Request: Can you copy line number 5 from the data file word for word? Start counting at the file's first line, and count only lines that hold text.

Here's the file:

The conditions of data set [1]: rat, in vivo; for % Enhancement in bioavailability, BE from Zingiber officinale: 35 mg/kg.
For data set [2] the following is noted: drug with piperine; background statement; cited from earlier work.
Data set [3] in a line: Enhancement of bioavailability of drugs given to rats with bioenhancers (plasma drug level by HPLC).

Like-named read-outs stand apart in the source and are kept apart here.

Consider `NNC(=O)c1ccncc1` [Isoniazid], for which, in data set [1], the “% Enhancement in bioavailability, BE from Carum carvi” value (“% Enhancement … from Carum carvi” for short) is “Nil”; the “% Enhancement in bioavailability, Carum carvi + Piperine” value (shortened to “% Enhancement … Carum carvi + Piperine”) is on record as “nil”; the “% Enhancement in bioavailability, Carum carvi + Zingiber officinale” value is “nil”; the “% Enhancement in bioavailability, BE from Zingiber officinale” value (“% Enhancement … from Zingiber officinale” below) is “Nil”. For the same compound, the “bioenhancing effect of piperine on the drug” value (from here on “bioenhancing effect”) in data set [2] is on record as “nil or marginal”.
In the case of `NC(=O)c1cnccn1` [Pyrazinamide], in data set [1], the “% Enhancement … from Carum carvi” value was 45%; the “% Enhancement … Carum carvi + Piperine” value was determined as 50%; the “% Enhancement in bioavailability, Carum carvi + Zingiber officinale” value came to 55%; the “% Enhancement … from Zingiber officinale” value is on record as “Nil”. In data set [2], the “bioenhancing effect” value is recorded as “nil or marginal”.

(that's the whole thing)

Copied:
Consider `NNC(=O)c1ccncc1` [Isoniazid], for which, in data set [1], the “% Enhancement in bioavailability, BE from Carum carvi” value (“% Enhancement … from Carum carvi” for short) is “Nil”; the “% Enhancement in bioavailability, Carum carvi + Piperine” value (shortened to “% Enhancement … Carum carvi + Piperine”) is on record as “nil”; the “% Enhancement in bioavailability, Carum carvi + Zingiber officinale” value is “nil”; the “% Enhancement in bioavailability, BE from Zingiber officinale” value (“% Enhancement … from Zingiber officinale” below) is “Nil”. For the same compound, the “bioenhancing effect of piperine on the drug” value (from here on “bioenhancing effect”) in data set [2] is on record as “nil or marginal”.